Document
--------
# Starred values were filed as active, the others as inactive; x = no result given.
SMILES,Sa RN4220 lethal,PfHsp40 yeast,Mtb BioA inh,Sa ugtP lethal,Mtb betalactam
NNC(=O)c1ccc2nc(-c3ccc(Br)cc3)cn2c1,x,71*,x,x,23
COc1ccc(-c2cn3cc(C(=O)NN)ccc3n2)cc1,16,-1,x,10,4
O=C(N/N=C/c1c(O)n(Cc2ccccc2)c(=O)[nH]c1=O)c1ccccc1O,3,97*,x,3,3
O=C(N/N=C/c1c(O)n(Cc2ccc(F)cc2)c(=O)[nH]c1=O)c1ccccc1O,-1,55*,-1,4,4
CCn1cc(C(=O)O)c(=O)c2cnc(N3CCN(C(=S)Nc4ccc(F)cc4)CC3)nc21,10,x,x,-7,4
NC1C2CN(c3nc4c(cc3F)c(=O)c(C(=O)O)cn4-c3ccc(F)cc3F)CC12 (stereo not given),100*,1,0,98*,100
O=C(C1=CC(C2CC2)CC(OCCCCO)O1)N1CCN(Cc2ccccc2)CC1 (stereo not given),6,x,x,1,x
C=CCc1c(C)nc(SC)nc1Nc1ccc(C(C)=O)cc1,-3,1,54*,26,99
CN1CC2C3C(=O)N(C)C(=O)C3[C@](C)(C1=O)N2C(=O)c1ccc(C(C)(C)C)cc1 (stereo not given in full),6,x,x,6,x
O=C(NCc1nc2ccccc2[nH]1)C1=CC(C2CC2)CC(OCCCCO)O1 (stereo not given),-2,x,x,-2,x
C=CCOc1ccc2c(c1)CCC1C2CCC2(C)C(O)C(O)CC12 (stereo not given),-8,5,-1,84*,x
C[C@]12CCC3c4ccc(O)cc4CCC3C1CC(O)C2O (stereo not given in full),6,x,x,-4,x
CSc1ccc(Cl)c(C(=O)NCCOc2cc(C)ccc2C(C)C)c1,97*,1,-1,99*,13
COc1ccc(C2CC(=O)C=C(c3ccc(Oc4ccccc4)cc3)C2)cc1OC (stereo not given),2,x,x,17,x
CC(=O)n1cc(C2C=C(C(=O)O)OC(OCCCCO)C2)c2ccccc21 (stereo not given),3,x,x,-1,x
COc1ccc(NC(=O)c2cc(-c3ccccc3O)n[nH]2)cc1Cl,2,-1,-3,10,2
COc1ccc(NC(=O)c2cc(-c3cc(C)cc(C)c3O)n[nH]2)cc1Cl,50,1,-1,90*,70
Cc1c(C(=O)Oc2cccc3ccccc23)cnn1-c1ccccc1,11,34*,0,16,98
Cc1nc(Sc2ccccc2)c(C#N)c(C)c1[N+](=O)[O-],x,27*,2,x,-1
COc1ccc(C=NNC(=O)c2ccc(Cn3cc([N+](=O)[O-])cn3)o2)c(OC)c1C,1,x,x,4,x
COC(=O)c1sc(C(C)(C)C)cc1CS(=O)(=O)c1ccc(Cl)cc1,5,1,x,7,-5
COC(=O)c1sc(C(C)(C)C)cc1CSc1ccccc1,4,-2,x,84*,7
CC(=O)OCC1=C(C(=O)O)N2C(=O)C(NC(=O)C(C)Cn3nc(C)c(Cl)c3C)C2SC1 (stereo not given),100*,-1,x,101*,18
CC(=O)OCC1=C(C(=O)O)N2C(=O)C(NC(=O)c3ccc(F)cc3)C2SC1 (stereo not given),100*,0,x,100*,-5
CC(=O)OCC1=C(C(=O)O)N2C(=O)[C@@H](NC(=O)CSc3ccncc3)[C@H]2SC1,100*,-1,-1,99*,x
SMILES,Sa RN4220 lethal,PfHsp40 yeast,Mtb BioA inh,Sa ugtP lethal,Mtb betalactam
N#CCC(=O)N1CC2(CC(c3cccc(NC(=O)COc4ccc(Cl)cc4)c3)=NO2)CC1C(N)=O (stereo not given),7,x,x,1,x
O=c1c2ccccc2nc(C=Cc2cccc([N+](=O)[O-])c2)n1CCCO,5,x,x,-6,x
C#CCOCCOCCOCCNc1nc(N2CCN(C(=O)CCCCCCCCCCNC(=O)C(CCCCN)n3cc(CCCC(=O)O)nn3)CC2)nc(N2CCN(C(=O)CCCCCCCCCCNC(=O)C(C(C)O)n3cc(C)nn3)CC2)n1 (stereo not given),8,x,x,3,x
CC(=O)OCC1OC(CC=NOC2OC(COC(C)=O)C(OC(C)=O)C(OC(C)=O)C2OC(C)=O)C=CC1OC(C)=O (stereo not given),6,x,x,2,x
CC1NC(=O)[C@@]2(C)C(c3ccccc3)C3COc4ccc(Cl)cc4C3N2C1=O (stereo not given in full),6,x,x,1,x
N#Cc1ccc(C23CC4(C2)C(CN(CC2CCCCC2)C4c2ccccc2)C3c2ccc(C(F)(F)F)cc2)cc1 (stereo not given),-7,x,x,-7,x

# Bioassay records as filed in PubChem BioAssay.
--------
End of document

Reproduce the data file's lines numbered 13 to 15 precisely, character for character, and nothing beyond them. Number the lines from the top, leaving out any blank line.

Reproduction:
C=CCOc1ccc2c(c1)CCC1C2CCC2(C)C(O)C(O)CC12 (stereo not given),-8,5,-1,84*,x
C[C@]12CCC3c4ccc(O)cc4CCC3C1CC(O)C2O (stereo not given in full),6,x,x,-4,x
CSc1ccc(Cl)c(C(=O)NCCOc2cc(C)ccc2C(C)C)c1,97*,1,-1,99*,13